Munich Personal RePEc Archive

Beware of feedback effects among trust, risk and public opinion: Quantitative estimates of rational versus emotional influences on attitudes toward genetic modification

Kelley, Jonathan (2014): Beware of feedback effects among trust, risk and public opinion: Quantitative estimates of rational versus emotional influences on attitudes toward genetic modification. Forthcoming in: Environmental Economics , Vol. 4, No. 5 : pp. 81-95.

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Abstract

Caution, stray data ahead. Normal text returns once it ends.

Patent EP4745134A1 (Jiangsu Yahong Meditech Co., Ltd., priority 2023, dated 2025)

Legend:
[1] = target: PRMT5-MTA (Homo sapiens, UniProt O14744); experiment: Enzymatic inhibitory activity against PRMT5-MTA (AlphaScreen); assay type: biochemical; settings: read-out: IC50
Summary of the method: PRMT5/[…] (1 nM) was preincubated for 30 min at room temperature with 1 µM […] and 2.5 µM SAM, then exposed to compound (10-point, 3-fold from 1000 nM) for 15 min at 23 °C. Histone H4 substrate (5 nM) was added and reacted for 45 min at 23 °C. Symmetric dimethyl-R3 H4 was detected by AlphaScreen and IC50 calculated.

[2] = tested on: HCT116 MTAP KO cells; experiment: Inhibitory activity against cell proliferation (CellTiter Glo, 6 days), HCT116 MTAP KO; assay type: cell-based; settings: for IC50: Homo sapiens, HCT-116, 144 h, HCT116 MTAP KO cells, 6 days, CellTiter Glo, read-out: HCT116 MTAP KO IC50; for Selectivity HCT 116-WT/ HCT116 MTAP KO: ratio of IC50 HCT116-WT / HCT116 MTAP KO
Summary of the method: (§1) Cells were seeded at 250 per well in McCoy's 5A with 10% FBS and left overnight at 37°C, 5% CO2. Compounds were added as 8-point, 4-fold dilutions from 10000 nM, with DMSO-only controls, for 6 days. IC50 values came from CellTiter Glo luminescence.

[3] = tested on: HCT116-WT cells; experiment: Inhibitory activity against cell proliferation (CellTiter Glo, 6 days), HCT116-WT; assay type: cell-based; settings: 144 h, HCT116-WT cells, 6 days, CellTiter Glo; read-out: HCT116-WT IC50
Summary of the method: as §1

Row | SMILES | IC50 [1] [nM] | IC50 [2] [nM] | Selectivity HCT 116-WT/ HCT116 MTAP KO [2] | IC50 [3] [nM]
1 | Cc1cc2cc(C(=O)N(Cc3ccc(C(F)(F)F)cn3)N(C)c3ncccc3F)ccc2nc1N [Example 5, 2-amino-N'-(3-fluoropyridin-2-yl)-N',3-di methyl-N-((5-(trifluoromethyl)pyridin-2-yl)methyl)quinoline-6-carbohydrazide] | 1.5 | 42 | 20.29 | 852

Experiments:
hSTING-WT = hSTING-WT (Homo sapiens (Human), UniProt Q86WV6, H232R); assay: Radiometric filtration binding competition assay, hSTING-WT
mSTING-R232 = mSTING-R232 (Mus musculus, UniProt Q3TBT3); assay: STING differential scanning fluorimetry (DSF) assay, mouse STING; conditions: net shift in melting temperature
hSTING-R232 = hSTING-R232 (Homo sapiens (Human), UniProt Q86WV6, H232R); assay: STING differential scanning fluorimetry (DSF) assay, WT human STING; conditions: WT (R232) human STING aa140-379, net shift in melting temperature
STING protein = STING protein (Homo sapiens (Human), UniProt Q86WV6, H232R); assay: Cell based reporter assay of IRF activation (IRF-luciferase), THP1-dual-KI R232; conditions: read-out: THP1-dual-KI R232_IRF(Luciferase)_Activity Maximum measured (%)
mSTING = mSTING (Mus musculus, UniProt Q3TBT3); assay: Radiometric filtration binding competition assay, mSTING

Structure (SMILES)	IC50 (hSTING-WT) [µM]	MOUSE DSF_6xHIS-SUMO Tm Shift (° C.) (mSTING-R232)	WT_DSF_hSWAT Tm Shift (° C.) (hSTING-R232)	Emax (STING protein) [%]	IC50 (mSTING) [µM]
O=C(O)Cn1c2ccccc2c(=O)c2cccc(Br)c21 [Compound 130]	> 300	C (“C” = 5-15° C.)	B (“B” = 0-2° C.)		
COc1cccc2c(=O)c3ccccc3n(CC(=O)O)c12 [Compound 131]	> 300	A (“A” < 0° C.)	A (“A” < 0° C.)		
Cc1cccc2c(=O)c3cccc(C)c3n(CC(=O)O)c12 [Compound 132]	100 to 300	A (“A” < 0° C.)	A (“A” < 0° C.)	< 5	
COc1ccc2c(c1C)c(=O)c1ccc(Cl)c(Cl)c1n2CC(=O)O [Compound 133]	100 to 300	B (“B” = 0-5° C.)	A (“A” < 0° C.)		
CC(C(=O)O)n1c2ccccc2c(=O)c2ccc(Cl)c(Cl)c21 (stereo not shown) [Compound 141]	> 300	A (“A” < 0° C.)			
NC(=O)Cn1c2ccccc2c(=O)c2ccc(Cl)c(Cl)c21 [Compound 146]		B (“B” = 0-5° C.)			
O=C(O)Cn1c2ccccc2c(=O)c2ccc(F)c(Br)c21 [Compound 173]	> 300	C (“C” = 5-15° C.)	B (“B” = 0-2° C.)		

Support for genetic modification in agriculture mainly stems from approval of food and agricultural goals. It is facilitated by trust in the judgment of scientific authorities and undermined by anxiety about the risks involved. But there are symptoms of danger: Any public opinion data that show significant correlations between perceptions of fact (risk, trust etc.) and background characteristics (age, sex, religion, politics) or goals (environmental, medical, economic) typically reflect emotional feedback effects as well as rational scientific ones. Estimates from regression are then biased and more complex models required. Our structural equation analyses of five large, representative national surveys of Australia (N = 8730) provide precise estimates of the magnitude of these effects, including reciprocal effects reflecting emotional influences. We also find that: (1) acceptance of the scientific worldview modestly increases support both directly and also indirectly through its influence on trust; (2) family socio-economic background increases knowledge of genetic engineering but is otherwise inconsequential; and (3) religious belief greatly hinders acceptance of the scientific worldview and slightly increases anxiety about risks.

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